How does an ortholinear keyboard solve my problems

Right now I’m mostly happy and comfortable while using my keyboard, some of it is because I feel like I’m using a more comfortable layout but most of it is having a fully programmable keyboard. Having to adapt to a given keyboard layout is not fair because people just have different preferences, different needs. I really feel like the keyboard industry is riding a wave of stagnation and laziness regarding our daily tool. Most people don’t want to learn new ways of doing things, but it shouldn’t be the norm, or the only option.

I’m sure that if you’re a taxi driver there are a lot of cars to choose from that better fit your needs. If you’re a cook you probably have your own tools that fit your way of working… You get the point.

This keyboard isn’t necessarily the solution, but it really enables me to have a comfortable workflow while having to type at least for 8h a day.

My layout

My layout has changed a bit since my last post, but I mostly tried to port it back to the 65% keyboard. I’ll probaly make some tweaks here and there but I’m mostly sure I’m on my endgame layout. I also have to point out that I got a planck keyboard for work and have a full grid layout on it. Layout is exactly the same except I shift the backspace key to the left of the space one more key to the left, so it acts as backspace when tapping and lower when held.

Main layer

We mostly have a standard qwerty layout, with a few changes to better fit my needs. I use vim as an editor so having an escape key closely available is something I like, that’s why in place of caps lock I have an escape key when tapped and a control key when held.

The tab key is a tap based key, so we can actually fit a hold based function on it. That’s where I fit my numpad layer that we will later take a look at.

The space key is also a tap based key so I put a movement layer there, it’s the last layer we will take a look at.

The bottom row corners had nothing on it so I decided to put a Hyper and a Meh key, which simulate hitting ctrl+shift+alt+gui and ctrl+shift+alt respectively without having to hit all those keys at the same time. Those key combinations are not normally used for system shortcuts so I have them assigned to change workspaces, move windows around, screenshot shortcuts… Those two keys are kinda hard to hit with pinky fingers so I instead use the edge of the palm of my hand to hit them.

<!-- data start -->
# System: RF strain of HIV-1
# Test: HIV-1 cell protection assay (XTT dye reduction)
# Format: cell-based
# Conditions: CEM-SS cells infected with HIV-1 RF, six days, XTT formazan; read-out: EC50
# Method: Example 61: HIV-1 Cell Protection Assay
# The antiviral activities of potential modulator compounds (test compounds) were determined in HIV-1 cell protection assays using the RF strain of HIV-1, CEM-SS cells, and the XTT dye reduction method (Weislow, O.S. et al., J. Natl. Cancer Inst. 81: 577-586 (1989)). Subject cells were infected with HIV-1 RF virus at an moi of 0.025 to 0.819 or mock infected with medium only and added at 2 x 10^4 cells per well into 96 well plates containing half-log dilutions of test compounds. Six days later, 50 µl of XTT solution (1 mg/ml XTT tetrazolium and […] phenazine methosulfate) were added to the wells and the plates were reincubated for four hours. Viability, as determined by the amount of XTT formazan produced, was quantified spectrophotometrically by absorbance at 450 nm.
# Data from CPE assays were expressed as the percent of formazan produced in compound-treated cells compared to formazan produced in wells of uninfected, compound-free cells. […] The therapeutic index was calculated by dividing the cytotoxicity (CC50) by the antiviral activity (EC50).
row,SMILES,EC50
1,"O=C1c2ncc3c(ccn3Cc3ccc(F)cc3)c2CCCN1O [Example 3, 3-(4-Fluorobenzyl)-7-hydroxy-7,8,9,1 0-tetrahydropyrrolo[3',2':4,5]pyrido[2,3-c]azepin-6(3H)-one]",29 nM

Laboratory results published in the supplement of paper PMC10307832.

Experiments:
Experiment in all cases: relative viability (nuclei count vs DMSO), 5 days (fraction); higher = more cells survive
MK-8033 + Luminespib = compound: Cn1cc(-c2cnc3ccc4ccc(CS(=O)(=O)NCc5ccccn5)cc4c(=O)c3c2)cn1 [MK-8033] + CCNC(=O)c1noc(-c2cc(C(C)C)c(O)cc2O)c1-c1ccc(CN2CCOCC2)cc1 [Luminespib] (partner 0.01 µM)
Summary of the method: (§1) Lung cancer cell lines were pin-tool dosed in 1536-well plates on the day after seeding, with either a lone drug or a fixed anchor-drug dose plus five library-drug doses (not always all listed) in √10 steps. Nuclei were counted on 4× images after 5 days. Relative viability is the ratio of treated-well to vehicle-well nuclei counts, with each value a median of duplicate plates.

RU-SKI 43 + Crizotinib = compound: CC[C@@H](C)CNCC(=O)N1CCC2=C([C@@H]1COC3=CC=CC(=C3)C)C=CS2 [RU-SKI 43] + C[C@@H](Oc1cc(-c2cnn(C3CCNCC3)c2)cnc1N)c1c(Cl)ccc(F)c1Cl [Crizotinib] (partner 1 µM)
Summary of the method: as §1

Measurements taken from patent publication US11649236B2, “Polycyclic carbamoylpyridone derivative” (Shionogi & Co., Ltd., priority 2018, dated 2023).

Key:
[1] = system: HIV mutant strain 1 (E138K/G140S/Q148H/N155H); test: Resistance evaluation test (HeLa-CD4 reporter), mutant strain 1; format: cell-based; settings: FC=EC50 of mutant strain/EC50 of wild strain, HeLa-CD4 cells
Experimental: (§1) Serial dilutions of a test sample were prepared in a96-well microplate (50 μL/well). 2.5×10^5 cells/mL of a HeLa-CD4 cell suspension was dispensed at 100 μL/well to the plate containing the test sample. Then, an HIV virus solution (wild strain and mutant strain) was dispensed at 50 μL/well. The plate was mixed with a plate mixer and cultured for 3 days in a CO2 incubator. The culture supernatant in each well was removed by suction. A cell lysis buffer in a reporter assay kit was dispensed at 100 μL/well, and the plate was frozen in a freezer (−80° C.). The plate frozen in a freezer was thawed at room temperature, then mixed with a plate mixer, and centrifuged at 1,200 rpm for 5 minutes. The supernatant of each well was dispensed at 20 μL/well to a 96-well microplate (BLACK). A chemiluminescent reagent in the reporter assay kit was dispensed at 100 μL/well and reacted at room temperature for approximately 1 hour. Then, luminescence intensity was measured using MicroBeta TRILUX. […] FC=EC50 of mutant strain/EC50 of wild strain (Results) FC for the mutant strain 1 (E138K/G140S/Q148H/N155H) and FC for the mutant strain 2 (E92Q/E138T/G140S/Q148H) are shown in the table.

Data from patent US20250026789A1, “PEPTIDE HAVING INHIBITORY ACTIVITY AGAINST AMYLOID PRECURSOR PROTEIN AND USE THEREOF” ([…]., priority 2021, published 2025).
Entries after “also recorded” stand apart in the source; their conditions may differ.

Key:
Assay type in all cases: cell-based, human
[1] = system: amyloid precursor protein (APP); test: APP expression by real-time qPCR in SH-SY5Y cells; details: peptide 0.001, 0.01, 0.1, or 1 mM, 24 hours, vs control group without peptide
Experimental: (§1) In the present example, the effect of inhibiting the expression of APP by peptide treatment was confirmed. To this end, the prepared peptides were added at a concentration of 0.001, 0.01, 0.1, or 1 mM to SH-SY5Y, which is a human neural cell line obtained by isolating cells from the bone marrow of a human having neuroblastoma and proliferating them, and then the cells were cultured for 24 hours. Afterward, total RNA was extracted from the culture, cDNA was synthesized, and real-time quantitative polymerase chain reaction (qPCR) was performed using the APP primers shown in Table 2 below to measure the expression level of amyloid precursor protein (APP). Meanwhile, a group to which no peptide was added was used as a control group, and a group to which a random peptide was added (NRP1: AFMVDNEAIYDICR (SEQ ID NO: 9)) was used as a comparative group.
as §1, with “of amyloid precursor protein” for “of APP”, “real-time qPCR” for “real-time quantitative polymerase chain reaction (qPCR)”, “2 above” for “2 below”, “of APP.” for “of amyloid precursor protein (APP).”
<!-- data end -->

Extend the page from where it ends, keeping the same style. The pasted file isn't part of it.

The keys named MO(1) and MO(2) are usually called lower and raise respectively and are supposed to activate layers that held keys to represent numbers and symbols that are missing by not having a physical number row. I know most people have them switched to what I used but I use them this way so that I can easily hit numbers when playing games on wasd or qwer.

In my case the logic behind lower and raise was the following. The lower layer holds all the characters that in a key are normally printed on the lower part of the key. And the raise layer holds all the shifted variants of character on the lower layer, that are normally printed on the higher side of the key. To get the number 6 we would have to hit lower+y, y is the 6th key if we start counting from q. To get the caret on the other hand we would hit raise+y.

Keyboard key

And here we have a photo of both lower and raise layers.

Lower layer

Raise layer

We can now take a look at my numpad layer, it holds a standard numpad where my right hand rests so I can use it without even having to move my hand. I have also chosen to put my F-keys in this layers as I don’t use them that much and I’m already used to their position.

Numpad layer

And lastly we have my movement layer, this layer aims to facilitate what arrow keys normally do without having them a million kilometers away from my normal position. I’ve chosen to have the arrows vim style but you can see how useful this layer can be compared to the stardard way of using arrows.

Movement layer


This is the end of my post, hope you liked it. My interest with all of this comes from me wanting to improve my workflow and feel more comfortable in my work environment. This is not meant to bash on people using standard keyboards, just a reflexion trying to show how we have alternatives to what’s normally presented to us and to try to get people to know this world of 40% keyboards.